‘Free Solo’ climber Alex Honnold advocates for rock climbing bill

Originally published in Las Vegas Review-Journal April 24, 2024

By Jessica Hill 

Alex Honnold often feels like an ambassador for Las Vegas and its outdoor recreation scene; the world- famous free soloist rock climber often advocates for Vegas’ “incredible” access to the wilderness when he’s on his travels.

“The proximity between giant walls and an airport in a normal city, it’s, like, unparalleled in the world,” he said. “I think that’s something that a lot of people in Vegas don’t really appreciate. People come from all over the world to appreciate this resource.”

On Wednesday, Honnold, the Las Vegas resident featured in the documentary “Free Solo,” for his climb of Yosemite National Park’s massive El Capitan rock wall without ropes or other artifical support, also advocated for federal legislation that aims to increase access to the outdoors.

He joined Democratic Rep. Susie Lee in a panel discussion with local outdoor recreation small businesses and the Nevada Outdoor Business Coalition to talk about ways to support outdoor recreation, challenges the community faces and legislative efforts to improve access to the wilderness.

Increasing access

Lee highlighted the EXPLORE Act, a bipartisan outdoor recreation package that recently passed out of the House. The package aims to increase access to outdoor recreation by reducing park overcrowding, improving accessibility for individuals with disabilities and streamlining the permitting process.

“I always feel that there’s always this tension — especially now with renewable energy coming on, which is especially big in Nevada — between preserving and enjoying” Nevada’s wilderness areas, Lee said. This package finds that balance, she said.

The legislation includes two of Lee’s bills that she co-sponsored, the Biking on Long-Distance Trails (BOLT) Act and the Protecting America’s Rock Climbing (PARC) Act. Lee is confident the package will pass the Senate soon.

The BOLT Act will provide resources to construct 10 long-distance mountain biking trails in the U.S., said Lee, who is an avid mountain biker herself. She recently fell on the trail and wore a bandage on her elbow as proof.

Making rock climbing a legit use

The PARC Act, introduced by Republican Rep. John Curtis of Utah, makes sure rock climbing is considered a legitimate use of wilderness areas. It allows for the existence and maintenance of fixed hardware on rock climbing routes, Lee said.

Honnold said some wilderness advocates have pushed to remove fixed hardware from outdoor rock walls and to make them illegal by equating them to a trail or structure. Inserting cliff bolts and rappel anchors in rock surfaces are different than building a trail or a fixed structure in the wilderness, he said.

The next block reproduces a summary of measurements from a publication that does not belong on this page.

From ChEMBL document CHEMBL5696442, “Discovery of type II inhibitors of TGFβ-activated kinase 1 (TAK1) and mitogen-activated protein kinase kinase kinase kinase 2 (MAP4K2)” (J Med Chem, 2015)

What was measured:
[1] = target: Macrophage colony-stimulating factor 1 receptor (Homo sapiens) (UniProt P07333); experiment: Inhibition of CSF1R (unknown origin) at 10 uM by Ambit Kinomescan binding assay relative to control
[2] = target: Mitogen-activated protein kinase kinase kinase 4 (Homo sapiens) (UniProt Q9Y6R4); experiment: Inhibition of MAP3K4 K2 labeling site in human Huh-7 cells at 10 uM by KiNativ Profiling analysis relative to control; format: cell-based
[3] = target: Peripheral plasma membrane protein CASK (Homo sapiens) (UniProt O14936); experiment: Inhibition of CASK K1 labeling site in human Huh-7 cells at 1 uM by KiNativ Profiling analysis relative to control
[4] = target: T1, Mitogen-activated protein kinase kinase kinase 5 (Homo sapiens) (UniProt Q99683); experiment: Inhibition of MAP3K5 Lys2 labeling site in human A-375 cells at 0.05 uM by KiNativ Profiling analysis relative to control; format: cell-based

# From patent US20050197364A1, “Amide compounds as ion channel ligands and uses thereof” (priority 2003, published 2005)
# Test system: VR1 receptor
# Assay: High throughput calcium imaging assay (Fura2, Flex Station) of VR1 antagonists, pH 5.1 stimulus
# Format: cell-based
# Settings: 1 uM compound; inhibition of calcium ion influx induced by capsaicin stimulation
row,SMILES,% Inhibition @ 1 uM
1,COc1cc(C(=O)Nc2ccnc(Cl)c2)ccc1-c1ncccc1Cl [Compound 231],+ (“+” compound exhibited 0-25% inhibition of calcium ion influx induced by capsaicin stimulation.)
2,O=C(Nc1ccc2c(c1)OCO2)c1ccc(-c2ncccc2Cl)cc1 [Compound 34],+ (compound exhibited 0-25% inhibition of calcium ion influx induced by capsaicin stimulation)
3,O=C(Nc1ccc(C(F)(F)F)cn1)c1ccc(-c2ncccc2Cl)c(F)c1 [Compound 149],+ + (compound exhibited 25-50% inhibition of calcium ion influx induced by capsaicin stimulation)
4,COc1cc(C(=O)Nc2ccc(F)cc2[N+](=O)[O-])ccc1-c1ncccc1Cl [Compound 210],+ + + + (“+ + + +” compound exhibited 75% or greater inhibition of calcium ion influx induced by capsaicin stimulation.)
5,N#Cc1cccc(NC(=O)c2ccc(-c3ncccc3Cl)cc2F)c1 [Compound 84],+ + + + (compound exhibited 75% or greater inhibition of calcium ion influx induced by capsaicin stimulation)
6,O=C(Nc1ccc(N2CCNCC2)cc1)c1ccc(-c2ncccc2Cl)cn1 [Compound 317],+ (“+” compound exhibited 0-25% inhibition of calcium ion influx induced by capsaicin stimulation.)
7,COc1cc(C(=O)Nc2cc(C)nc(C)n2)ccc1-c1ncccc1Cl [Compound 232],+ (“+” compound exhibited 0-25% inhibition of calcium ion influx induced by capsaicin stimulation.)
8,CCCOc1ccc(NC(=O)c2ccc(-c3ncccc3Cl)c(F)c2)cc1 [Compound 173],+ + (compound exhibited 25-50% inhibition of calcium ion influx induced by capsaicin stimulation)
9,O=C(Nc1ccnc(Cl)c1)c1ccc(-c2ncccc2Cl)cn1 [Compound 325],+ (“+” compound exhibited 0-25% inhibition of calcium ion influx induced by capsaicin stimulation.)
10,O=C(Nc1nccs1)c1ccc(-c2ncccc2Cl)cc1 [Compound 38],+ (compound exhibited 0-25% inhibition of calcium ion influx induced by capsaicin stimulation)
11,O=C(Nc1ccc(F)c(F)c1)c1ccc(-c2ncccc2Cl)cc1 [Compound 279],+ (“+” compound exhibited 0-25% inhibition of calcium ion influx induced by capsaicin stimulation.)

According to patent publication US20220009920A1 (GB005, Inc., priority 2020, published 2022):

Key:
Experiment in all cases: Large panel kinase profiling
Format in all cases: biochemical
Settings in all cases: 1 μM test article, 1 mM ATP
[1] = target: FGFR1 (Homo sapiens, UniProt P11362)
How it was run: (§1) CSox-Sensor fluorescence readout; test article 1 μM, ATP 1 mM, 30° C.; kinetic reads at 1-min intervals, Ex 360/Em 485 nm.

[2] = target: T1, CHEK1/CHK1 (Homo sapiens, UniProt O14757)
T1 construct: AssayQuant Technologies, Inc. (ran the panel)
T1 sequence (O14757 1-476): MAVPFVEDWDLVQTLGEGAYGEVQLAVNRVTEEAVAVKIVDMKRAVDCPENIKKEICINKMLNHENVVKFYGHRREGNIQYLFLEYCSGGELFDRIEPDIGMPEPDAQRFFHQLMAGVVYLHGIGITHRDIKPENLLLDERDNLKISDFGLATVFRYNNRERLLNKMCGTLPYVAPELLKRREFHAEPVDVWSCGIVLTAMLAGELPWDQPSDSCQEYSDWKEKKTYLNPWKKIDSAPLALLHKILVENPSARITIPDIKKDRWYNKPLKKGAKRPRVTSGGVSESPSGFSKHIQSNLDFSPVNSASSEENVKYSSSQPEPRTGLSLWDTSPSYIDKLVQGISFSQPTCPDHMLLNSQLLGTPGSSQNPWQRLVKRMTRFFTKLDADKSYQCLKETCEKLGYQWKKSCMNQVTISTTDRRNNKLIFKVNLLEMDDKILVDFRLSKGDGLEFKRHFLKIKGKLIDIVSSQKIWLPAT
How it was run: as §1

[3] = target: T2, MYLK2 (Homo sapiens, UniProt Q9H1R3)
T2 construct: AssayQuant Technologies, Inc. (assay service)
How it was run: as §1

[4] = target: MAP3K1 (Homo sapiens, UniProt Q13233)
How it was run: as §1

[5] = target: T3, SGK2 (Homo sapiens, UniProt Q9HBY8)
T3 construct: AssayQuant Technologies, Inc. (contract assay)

“I’m all for protecting wilderness; I love the outdoors,” he said. “But with fixed hardware, it’s generally safer and actually greener to leave two bolts in place.”

Without the bolts and fixed anchors that are embedded into the red rocks around Red Rock National Canyon Conservation Area, for instance, climbers would end up tying ropes around trees or get into other shenanigans, he said. People wind up doing more harm to the environment, Honnold said.

Honnold himself is no stranger to the mountains in Red Rock; the free solo rock climber traversed its entire 32-mile range in one 32-hour go. He now spends most of his time climbing in Mount Charleston and Potosi Mountain.

“This is one of the few issues that all Americans basically agree on, that we want to protect the outdoors in a broad sense,” Honnold said. “But in this particular case, I think the best way to protect the outdoors is to maintain fixed hardware. People are going to be outside recreating anyway, you may as well be able to get down the safest, most efficient way.”

Challenges for outdoor recreation businesses

Lee moderated the panel, asking both the business owners and a small audience about ways to support outdoor recreation, challenges the businesses face, and outdoor initiatives they’re excited about. She asked what is missing from outdoor recreation in Nevada, and some pointed to funding and confusion over where funding is and how to apply for it.

A couple of business owners talked about concerns over conservation and sustainability.

Dolev Schreiber, owner of Basecamp Outdoor Gear in Las Vegas, said one challenge for her gear rental company, which focuses on sustainability, is ensuring that customers know what they’re doing.

“Some customers have never camped in their lives,” Schreiber said. “I have no idea if they’re actually being ethical when they’re out there.”

Schreiber’s company has a “pay-it-forward” shelf where people are encouraged to leave behind their leftover goods rather than throw it away. She wants more people to know about it and “use it so that we can make an impact” in the neighborhood.

“I always say people come to Nevada focused on the Strip and the entertainment, and so many people don’t take advantage of all the incredible outdoor opportunities we have here in Southern Nevada,” said Lee at the Refuge rock climbing gym.

NVOBC on Facebook

Comments Box SVG iconsUsed for the like, share, comment, and reaction icons

... See MoreSee Less

Load more

NVOBC on Instagram


Join us in strengthening Nevada’s outdoor economy